(Bloomberg) -- Volkswagen AG rejected an effort by European Justice and Consumer Affairs Commissioner Vera Jourova to gain compensation for the roughly 8.5 million owners of rigged diesel cars in the region, saying its vehicle fixes are sufficient.
Unlike in the U.S., repairs have been approved by regulators for most of the tainted vehicles, Volkswagen said in a Sept. 7 letter to Jourova obtained by Bloomberg. The German carmaker is paying for the recall and confirming to customers that the changes don’t affect fuel consumption, acceleration and engine noise.
“We therefore believe there is no room or need for additional compensation,” said the letter, which is signed by Thomas Steg, head of public affairs and sustainability at Volkswagen. The information was reported earlier by Die Welt.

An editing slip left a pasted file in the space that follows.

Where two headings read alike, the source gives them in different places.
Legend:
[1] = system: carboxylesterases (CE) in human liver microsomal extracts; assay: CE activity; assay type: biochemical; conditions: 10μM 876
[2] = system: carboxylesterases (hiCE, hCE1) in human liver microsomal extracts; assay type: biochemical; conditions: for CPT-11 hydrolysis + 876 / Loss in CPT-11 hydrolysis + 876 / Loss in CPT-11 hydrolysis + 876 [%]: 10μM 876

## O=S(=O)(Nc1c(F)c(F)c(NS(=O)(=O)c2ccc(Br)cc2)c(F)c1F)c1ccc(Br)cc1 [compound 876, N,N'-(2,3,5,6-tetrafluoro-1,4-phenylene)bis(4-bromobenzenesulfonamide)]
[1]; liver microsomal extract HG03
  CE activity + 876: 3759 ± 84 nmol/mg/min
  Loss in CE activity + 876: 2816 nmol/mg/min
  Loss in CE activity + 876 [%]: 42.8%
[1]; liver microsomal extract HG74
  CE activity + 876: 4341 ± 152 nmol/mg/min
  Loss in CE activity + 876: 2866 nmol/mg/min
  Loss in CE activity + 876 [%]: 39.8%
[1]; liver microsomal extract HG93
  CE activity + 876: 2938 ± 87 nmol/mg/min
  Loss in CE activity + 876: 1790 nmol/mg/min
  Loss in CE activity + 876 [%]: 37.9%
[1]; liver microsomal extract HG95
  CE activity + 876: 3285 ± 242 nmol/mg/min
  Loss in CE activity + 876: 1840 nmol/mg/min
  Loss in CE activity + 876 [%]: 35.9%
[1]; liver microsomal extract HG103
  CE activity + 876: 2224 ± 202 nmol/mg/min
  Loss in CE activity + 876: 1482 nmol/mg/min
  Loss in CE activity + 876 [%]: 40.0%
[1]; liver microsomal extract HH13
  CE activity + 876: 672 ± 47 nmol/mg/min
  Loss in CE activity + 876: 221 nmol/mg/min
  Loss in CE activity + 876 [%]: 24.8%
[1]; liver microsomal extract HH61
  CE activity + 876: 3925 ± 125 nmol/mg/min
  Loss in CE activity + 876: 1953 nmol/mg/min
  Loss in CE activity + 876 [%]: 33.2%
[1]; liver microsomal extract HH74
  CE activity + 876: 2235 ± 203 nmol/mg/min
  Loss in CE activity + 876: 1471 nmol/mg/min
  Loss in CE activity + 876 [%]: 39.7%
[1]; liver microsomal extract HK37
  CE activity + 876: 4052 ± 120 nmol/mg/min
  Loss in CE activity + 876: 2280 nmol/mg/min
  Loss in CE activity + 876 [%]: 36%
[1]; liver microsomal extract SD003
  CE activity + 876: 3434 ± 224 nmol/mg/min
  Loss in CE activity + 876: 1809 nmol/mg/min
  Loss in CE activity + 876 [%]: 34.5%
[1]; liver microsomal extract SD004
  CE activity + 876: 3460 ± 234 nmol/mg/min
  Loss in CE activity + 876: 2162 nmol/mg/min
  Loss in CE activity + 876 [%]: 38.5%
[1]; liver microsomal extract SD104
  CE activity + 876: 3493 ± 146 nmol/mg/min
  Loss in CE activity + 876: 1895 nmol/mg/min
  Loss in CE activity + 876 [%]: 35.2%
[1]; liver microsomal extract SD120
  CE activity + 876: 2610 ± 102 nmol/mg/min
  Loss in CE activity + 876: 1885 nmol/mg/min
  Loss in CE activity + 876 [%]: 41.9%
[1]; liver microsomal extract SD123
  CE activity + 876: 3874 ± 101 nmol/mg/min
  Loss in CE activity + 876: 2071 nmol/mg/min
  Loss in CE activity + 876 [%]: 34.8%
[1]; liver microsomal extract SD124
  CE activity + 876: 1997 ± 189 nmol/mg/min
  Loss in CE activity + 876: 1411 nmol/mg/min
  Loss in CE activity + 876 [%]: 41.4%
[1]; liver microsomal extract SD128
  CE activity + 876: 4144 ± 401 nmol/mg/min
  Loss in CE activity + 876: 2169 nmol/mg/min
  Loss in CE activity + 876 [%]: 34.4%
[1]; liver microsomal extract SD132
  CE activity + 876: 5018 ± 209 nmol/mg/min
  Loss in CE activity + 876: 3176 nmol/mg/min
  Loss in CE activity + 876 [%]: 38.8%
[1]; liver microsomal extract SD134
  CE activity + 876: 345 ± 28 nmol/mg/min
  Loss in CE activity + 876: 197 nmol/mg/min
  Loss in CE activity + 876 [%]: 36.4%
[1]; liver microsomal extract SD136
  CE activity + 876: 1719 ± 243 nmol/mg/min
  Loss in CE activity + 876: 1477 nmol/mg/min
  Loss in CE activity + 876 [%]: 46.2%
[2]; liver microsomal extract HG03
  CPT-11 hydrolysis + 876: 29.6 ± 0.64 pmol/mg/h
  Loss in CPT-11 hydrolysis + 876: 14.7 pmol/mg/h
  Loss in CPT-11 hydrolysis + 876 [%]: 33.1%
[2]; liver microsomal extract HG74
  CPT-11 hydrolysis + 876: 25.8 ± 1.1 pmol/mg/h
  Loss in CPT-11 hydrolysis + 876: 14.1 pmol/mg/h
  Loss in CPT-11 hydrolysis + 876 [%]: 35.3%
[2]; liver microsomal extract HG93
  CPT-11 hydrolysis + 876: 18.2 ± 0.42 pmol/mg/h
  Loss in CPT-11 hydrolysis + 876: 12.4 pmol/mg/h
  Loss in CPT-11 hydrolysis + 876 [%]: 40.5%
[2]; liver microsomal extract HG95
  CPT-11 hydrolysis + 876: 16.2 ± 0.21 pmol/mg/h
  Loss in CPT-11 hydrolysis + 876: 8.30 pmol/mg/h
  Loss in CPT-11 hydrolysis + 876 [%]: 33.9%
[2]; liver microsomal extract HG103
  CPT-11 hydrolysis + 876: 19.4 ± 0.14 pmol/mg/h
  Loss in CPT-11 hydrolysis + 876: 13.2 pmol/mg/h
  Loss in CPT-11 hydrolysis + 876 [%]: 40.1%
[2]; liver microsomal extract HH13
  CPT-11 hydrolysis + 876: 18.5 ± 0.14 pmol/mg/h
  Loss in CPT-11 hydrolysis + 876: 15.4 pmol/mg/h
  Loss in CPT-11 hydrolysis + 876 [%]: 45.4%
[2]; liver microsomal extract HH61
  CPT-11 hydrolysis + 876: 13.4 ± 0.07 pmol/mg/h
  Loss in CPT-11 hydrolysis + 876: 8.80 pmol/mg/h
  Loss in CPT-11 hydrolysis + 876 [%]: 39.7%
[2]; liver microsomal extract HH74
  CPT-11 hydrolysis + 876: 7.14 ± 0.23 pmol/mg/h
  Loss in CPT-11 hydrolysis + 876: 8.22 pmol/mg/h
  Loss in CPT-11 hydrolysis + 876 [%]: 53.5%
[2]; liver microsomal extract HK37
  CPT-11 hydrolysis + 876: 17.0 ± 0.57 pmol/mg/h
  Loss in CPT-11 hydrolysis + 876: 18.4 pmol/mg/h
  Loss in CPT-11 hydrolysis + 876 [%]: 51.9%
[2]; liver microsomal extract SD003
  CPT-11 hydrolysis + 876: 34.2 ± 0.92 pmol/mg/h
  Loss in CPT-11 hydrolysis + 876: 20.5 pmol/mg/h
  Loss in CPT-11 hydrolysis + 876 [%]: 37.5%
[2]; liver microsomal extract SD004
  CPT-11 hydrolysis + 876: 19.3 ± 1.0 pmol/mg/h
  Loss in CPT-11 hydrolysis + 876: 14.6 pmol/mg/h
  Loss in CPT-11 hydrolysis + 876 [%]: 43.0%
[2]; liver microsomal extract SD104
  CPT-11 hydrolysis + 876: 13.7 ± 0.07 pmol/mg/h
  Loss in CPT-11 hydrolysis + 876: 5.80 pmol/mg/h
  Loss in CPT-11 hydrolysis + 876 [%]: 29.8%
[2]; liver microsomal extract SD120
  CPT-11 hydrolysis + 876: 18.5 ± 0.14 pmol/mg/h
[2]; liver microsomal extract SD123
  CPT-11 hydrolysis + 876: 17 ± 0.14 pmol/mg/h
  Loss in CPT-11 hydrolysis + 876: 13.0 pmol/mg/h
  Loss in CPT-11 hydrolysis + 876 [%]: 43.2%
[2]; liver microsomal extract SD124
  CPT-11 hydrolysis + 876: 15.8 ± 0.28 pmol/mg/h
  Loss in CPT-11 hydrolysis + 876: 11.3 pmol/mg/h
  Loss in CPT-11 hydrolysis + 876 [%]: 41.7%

Volkswagen’s cheating on tests for smog-causing emissions has reverberated across the globe since it erupted a year ago. After agreeing to a generous compensation settlement in the U.S., including buying back the rigged cars, Jourova has sought to pressure the company to give payouts to affected European customers. On Friday, she met with 31 consumer groups to discuss the case.
“I want to ensure consumers get a fair treatment,” Jourova said in a statement. “This was an important first step and this cooperation will continue. I will discuss this with the Volkswagen group and with enforcement authorities.”
European consumers have several disadvantages compared with their U.S. counterparts. The EU isn’t allowed to make Volkswagen pay damages. With the U.K.’s exit from the region looming, it’s unlikely the member states will transfer more powers to Brussels. The lack of Europewide class-action lawsuits is another major setback. There are few mechanisms to bundle complaints, and most people have to file individual claims in local courts, undermining their leverage in negotiations with VW.